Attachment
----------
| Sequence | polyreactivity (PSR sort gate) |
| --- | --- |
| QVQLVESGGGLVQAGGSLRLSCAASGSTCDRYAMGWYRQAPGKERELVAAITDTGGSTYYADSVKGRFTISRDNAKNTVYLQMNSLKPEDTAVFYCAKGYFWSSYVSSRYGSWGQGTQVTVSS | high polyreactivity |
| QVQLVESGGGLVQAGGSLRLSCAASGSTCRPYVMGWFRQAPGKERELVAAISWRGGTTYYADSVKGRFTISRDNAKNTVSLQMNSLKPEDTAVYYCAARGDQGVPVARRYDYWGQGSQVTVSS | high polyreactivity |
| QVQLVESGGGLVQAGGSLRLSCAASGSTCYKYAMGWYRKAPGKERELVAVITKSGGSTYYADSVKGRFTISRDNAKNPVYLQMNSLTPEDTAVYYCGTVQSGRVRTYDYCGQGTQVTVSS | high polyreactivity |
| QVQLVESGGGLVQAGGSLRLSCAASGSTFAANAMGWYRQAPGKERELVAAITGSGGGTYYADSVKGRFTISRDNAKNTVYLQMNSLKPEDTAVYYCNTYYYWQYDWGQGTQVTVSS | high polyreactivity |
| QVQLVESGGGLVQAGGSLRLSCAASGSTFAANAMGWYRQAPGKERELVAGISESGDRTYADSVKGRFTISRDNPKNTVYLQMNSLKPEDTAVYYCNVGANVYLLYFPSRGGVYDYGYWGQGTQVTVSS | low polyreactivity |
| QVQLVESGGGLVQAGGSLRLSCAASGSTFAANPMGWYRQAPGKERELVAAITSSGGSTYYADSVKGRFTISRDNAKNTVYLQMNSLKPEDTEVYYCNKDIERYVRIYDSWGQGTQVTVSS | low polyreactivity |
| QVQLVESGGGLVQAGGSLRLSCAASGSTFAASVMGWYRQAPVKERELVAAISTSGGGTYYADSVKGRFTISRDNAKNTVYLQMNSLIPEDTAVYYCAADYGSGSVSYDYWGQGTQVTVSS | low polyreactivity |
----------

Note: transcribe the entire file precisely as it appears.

| Sequence | polyreactivity (PSR sort gate) |
| --- | --- |
| QVQLVESGGGLVQAGGSLRLSCAASGSTCDRYAMGWYRQAPGKERELVAAITDTGGSTYYADSVKGRFTISRDNAKNTVYLQMNSLKPEDTAVFYCAKGYFWSSYVSSRYGSWGQGTQVTVSS | high polyreactivity |
| QVQLVESGGGLVQAGGSLRLSCAASGSTCRPYVMGWFRQAPGKERELVAAISWRGGTTYYADSVKGRFTISRDNAKNTVSLQMNSLKPEDTAVYYCAARGDQGVPVARRYDYWGQGSQVTVSS | high polyreactivity |
| QVQLVESGGGLVQAGGSLRLSCAASGSTCYKYAMGWYRKAPGKERELVAVITKSGGSTYYADSVKGRFTISRDNAKNPVYLQMNSLTPEDTAVYYCGTVQSGRVRTYDYCGQGTQVTVSS | high polyreactivity |
| QVQLVESGGGLVQAGGSLRLSCAASGSTFAANAMGWYRQAPGKERELVAAITGSGGGTYYADSVKGRFTISRDNAKNTVYLQMNSLKPEDTAVYYCNTYYYWQYDWGQGTQVTVSS | high polyreactivity |
| QVQLVESGGGLVQAGGSLRLSCAASGSTFAANAMGWYRQAPGKERELVAGISESGDRTYADSVKGRFTISRDNPKNTVYLQMNSLKPEDTAVYYCNVGANVYLLYFPSRGGVYDYGYWGQGTQVTVSS | low polyreactivity |
| QVQLVESGGGLVQAGGSLRLSCAASGSTFAANPMGWYRQAPGKERELVAAITSSGGSTYYADSVKGRFTISRDNAKNTVYLQMNSLKPEDTEVYYCNKDIERYVRIYDSWGQGTQVTVSS | low polyreactivity |
| QVQLVESGGGLVQAGGSLRLSCAASGSTFAASVMGWYRQAPVKERELVAAISTSGGGTYYADSVKGRFTISRDNAKNTVYLQMNSLIPEDTAVYYCAADYGSGSVSYDYWGQGTQVTVSS | low polyreactivity |